For example, it’s part of the UK Feminista terms and conditions that members oppose the sex industry and are not affiliated with it.

      Which is unreflective of most Third Wave Feminism, which is currently the leading feminist movement worldwide.

      Thus, UKF’s radical policies are to feminism just like Marxism is to atheism.

      I can point to many such divisions in the feminist movement (just as I can in the atheist movement), for example, the battle between feminists who are inclusive of transgender rights and feminists who are hostile to the transgendered. Atheists are similarly divided on the same issue. But we don’t let that define “atheism”; neither does it define “feminism.” None of these disagreements do, not about acceptance or rejection of sex work, not about what affirmative action policies are good or bad, not about positions on child-protective censorship, not any of that.

      Plenty of self-identifying feminists would be with you on those issues (several blog regularly here at FtB). An analogous division would be between atheists who want raising children religious to be deemed child abuse, and the rest of us who would really rather not see that happen.

      Thus, you start by being a feminist. Then you debate policy within the umbrella of feminism. Just as with atheism.

      –:–

      As for your question about “libertarianism,” you might have a skewed perception again (see my discussion of the different kinds of libertarians in my other post). See Wikipedia. Even the Merriam-Webster entails most of what you might think is “right wing” (I’m not sure just what you are equating with that term), since it entails minimal government regulation and maximum attainable liberty. If by “right wing” you mean pro-corporation or racist or some such, such views would actually be contrary to a libertarian’s own principles (even though many libertarians nevertheless are pro-corporation or racists; ditto many atheists).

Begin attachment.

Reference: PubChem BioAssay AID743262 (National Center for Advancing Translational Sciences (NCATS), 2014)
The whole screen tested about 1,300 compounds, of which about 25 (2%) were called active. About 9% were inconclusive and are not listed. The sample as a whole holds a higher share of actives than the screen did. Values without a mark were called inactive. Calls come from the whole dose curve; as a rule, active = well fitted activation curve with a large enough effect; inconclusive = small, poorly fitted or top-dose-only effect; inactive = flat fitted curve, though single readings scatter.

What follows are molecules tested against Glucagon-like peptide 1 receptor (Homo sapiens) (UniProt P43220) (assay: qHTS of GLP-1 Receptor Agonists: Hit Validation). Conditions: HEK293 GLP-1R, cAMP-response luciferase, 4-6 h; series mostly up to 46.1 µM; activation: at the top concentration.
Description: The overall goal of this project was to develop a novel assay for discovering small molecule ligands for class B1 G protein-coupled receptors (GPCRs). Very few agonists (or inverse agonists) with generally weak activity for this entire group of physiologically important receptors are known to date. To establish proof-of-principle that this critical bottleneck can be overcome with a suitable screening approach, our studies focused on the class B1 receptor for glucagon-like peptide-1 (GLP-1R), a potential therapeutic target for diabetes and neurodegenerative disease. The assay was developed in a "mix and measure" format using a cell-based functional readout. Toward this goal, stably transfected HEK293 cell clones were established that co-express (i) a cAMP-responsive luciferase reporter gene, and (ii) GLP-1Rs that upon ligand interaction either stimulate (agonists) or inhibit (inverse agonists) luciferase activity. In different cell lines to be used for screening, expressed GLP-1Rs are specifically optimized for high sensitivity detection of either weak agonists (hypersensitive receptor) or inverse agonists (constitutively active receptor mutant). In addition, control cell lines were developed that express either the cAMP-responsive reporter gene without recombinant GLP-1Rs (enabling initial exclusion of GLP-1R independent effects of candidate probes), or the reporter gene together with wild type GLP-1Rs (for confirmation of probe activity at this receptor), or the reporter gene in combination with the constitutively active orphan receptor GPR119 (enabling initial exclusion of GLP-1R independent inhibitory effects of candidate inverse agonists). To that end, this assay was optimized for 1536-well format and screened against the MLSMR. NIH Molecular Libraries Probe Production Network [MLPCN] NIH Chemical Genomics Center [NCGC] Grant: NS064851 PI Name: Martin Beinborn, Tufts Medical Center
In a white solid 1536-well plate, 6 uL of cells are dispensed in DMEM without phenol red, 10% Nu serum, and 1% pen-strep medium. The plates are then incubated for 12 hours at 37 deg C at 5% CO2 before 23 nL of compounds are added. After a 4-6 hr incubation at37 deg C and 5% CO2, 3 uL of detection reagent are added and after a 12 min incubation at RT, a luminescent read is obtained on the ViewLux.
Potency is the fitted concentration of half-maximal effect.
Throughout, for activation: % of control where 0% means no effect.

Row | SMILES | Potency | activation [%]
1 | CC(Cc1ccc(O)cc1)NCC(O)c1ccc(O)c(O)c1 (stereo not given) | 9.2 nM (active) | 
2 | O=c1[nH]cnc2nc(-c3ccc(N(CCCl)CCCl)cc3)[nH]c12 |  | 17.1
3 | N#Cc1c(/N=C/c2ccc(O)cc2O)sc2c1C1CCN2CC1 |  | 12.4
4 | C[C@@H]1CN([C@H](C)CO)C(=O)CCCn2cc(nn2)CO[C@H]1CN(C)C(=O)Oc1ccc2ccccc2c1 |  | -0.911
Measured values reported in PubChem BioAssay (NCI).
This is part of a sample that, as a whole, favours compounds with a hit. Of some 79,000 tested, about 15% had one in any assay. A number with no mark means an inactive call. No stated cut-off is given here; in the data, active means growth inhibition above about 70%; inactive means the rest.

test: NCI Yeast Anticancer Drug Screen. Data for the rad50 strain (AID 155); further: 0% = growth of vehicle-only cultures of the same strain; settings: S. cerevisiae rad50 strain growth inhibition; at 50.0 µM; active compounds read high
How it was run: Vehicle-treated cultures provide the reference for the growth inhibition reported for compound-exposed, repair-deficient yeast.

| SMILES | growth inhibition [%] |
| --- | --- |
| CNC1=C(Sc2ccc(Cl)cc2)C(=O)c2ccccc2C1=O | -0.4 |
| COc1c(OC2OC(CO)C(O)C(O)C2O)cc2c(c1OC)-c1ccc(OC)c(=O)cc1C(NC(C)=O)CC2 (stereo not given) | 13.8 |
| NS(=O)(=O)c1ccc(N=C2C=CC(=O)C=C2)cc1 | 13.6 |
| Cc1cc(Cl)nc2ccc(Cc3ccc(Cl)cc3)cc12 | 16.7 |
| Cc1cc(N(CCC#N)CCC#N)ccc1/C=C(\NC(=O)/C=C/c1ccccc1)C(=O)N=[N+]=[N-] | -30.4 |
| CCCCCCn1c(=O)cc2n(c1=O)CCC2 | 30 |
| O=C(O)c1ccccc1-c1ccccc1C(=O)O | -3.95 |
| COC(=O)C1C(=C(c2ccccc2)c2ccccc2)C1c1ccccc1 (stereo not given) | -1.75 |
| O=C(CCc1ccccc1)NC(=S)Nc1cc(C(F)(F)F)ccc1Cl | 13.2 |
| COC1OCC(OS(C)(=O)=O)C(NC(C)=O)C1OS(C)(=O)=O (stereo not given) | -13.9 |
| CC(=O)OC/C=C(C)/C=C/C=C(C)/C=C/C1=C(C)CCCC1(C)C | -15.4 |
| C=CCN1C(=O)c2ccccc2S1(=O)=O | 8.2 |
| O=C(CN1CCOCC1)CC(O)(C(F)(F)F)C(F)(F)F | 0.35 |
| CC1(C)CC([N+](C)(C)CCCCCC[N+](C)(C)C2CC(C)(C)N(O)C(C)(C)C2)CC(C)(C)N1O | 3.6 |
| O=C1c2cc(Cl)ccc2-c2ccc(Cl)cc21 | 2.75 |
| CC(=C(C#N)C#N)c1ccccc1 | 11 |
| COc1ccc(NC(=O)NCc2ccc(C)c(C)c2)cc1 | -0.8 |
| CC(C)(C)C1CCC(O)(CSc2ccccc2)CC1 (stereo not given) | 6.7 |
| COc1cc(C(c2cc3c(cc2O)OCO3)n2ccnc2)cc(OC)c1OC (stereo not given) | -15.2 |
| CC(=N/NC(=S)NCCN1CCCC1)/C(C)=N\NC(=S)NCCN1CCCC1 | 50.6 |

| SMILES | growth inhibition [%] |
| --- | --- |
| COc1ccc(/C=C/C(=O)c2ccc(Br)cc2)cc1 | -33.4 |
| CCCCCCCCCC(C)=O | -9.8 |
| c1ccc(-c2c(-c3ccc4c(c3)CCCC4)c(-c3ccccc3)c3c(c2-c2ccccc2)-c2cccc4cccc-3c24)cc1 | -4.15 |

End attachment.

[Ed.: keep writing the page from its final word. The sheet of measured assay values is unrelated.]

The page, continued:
So really, all that makes you a libertarian or not is whether you believe in minimal government regulation and maximum attainable liberty. The rest is add-on. Just as Marxism is an add-on to atheism. Or sex-positivity is an add-on to feminism.

      Indeed, you can be a libertarian feminist, who would be entirely against criminalizing prostitution precisely because that denies women their liberty (and there are such women here in the U.S.: Jessica Flanagan for example).

    • DKendall says

      Thanks for some interesting and thought provoking comments, I wish I had more time at the moment to respond, especially to your points regarding affirmative action and libertarianism.

      Regarding the definition of the feminist label, I think there are primarily two things we disagree on:

      Anti-feminists might do that. But feminists themselves don’t. Just as a Marxist atheist doesn’t say that their Marxism is therefore the defining feature of atheism, so feminists don’t say that their specific policy platform is the defining feature of feminism.

      Particular policies may not be the defining feature of their feminism, but that doesn’t mean that they aren’t considered to be an essential part of being a feminist. If that wasn’t the case then surely it would make no sense for any feminists to define their position as “real feminism”, while attacking those who think differently as “faux-feminists”?

      That isn’t simply a matter of those who disagree with their platform being seen as misguided fellow feminists, not when they’re dismissed as not truly feminist at all.